Again, the King is the head of the Church; but he can neither alter the established religion, or call individuals to an account for their religious opinions (b) . He cannot even profess the religion which the Legislature has particularly forbidden; and the Prince who should profess it, is declared incapable of inheriting, possessing, or enjoying, the Crown of these Kingdoms(c) .
The King is the first Magistrate; but he can make no change in the maxims and forms consecrated by law or custom: he cannot even influence, in any case whatever, the decision of causes between subject and subject; and James the First, assisting at the Trial of a cause, was reminded by the Judge, that he could deliver no opinion (d) .2 Lastly, though crimes are prosecuted in his name, he cannot refuse to lend it to any particular persons who have complaints to prefer.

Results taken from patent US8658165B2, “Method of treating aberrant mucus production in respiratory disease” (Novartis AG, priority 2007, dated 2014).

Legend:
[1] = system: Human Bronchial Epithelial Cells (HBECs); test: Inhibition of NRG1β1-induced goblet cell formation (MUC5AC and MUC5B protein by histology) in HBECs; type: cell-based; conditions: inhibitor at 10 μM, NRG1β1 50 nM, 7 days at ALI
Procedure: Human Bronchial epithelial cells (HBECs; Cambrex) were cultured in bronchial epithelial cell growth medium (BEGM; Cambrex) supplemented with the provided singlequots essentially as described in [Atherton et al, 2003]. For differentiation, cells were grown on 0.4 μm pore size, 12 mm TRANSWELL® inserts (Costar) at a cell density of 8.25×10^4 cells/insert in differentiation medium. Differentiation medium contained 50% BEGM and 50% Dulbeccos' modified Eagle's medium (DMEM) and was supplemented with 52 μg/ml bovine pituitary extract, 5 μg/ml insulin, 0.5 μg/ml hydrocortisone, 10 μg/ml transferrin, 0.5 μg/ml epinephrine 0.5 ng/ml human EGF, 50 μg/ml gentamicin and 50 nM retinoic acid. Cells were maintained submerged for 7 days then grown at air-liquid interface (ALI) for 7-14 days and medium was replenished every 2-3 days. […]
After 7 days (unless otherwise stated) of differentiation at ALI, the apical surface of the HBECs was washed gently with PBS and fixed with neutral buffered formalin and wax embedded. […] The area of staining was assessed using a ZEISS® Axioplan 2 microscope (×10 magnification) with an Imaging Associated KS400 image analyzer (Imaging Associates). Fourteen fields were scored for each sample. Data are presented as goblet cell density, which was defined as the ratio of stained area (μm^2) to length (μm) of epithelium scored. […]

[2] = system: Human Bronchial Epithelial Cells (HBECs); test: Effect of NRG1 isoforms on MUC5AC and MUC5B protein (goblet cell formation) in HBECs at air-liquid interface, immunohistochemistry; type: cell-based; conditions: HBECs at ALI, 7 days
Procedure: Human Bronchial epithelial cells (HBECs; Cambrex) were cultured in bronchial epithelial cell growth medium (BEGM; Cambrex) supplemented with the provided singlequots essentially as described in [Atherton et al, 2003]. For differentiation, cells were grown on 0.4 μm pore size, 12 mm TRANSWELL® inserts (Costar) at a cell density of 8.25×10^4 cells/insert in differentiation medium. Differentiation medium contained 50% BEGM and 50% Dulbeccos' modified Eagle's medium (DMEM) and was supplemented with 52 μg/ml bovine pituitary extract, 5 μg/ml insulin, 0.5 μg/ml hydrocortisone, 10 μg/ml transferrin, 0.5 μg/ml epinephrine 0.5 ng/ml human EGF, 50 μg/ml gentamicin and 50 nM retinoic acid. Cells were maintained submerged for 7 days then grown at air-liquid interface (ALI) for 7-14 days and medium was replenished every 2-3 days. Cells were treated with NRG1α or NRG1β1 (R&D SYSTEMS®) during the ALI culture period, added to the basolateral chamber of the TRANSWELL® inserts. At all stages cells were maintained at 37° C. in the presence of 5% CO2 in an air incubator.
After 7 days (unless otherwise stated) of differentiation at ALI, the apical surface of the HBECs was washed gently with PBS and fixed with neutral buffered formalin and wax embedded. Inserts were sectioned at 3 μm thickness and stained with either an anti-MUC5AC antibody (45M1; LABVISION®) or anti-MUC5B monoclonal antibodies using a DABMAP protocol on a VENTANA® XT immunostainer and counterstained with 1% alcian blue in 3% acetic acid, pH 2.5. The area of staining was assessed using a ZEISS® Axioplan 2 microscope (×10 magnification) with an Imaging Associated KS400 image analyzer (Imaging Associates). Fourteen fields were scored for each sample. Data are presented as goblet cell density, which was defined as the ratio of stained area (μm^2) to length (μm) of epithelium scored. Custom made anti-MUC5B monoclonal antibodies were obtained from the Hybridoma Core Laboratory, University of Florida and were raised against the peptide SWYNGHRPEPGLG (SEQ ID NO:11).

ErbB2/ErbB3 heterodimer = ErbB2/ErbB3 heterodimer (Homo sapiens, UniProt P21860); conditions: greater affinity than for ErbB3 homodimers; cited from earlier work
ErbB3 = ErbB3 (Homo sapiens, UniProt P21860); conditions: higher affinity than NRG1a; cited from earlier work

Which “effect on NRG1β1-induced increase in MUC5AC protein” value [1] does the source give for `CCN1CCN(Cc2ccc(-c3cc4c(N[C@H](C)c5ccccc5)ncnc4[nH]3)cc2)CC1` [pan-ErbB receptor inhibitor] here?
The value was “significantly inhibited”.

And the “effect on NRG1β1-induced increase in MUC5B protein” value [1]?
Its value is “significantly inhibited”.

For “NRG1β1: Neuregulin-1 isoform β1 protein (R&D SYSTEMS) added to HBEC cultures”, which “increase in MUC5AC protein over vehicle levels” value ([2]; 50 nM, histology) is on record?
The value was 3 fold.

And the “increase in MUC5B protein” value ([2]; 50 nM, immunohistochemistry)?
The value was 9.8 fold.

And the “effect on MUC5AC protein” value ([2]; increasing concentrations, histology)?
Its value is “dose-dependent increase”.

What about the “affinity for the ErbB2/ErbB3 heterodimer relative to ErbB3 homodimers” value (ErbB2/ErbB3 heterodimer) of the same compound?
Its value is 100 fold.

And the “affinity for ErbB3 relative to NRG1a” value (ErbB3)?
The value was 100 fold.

The King has the privilege of coining money; but he cannot alter the standard.
The King has the power of pardoning offenders; but he cannot exempt them from making a compensation to the parties injured. It is even established by law, that, in a case of murder, the widow, or next heir, shall have a right to prosecute the murderer; and the King’s pardon, whether it preceded the Sentence passed in consequence of such prosecution, or whether it be granted after it, cannot have any effect (a) .